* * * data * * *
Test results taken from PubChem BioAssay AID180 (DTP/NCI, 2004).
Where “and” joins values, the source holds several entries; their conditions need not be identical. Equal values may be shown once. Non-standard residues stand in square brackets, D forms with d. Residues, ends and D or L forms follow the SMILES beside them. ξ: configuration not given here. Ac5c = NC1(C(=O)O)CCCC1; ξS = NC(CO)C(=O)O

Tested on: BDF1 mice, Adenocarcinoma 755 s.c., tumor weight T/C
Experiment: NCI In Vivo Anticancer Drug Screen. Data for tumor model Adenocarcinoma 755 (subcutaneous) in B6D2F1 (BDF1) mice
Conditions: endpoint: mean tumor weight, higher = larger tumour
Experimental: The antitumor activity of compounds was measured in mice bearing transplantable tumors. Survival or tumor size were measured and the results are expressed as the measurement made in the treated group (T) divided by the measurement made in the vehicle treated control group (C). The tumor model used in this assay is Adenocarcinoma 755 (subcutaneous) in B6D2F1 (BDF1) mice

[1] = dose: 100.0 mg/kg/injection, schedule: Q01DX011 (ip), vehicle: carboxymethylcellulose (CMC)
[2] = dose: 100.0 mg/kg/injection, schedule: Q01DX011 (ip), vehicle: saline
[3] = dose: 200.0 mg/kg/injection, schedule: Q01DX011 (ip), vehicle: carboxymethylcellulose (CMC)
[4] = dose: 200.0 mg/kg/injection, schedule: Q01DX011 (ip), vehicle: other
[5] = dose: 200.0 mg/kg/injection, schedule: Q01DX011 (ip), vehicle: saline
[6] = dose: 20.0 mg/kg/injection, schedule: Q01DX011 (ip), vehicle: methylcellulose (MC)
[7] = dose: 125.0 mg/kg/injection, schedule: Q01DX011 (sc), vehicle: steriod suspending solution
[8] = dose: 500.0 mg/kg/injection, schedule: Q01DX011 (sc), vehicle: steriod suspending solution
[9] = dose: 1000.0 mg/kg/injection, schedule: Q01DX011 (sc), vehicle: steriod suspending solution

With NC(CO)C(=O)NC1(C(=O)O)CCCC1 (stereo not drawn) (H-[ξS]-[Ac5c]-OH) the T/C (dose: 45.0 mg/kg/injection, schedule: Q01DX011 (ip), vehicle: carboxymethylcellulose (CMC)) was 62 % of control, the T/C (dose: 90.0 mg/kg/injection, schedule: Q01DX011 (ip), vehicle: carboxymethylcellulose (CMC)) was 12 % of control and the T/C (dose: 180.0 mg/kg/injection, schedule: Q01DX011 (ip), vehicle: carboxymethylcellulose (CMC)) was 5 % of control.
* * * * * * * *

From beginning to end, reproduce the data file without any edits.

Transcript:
Test results taken from PubChem BioAssay AID180 (DTP/NCI, 2004).
Where “and” joins values, the source holds several entries; their conditions need not be identical. Equal values may be shown once. Non-standard residues stand in square brackets, D forms with d. Residues, ends and D or L forms follow the SMILES beside them. ξ: configuration not given here. Ac5c = NC1(C(=O)O)CCCC1; ξS = NC(CO)C(=O)O

Tested on: BDF1 mice, Adenocarcinoma 755 s.c., tumor weight T/C
Experiment: NCI In Vivo Anticancer Drug Screen. Data for tumor model Adenocarcinoma 755 (subcutaneous) in B6D2F1 (BDF1) mice
Conditions: endpoint: mean tumor weight, higher = larger tumour
Experimental: The antitumor activity of compounds was measured in mice bearing transplantable tumors. Survival or tumor size were measured and the results are expressed as the measurement made in the treated group (T) divided by the measurement made in the vehicle treated control group (C). The tumor model used in this assay is Adenocarcinoma 755 (subcutaneous) in B6D2F1 (BDF1) mice

[1] = dose: 100.0 mg/kg/injection, schedule: Q01DX011 (ip), vehicle: carboxymethylcellulose (CMC)
[2] = dose: 100.0 mg/kg/injection, schedule: Q01DX011 (ip), vehicle: saline
[3] = dose: 200.0 mg/kg/injection, schedule: Q01DX011 (ip), vehicle: carboxymethylcellulose (CMC)
[4] = dose: 200.0 mg/kg/injection, schedule: Q01DX011 (ip), vehicle: other
[5] = dose: 200.0 mg/kg/injection, schedule: Q01DX011 (ip), vehicle: saline
[6] = dose: 20.0 mg/kg/injection, schedule: Q01DX011 (ip), vehicle: methylcellulose (MC)
[7] = dose: 125.0 mg/kg/injection, schedule: Q01DX011 (sc), vehicle: steriod suspending solution
[8] = dose: 500.0 mg/kg/injection, schedule: Q01DX011 (sc), vehicle: steriod suspending solution
[9] = dose: 1000.0 mg/kg/injection, schedule: Q01DX011 (sc), vehicle: steriod suspending solution

With NC(CO)C(=O)NC1(C(=O)O)CCCC1 (stereo not drawn) (H-[ξS]-[Ac5c]-OH) the T/C (dose: 45.0 mg/kg/injection, schedule: Q01DX011 (ip), vehicle: carboxymethylcellulose (CMC)) was 62 % of control, the T/C (dose: 90.0 mg/kg/injection, schedule: Q01DX011 (ip), vehicle: carboxymethylcellulose (CMC)) was 12 % of control and the T/C (dose: 180.0 mg/kg/injection, schedule: Q01DX011 (ip), vehicle: carboxymethylcellulose (CMC)) was 5 % of control.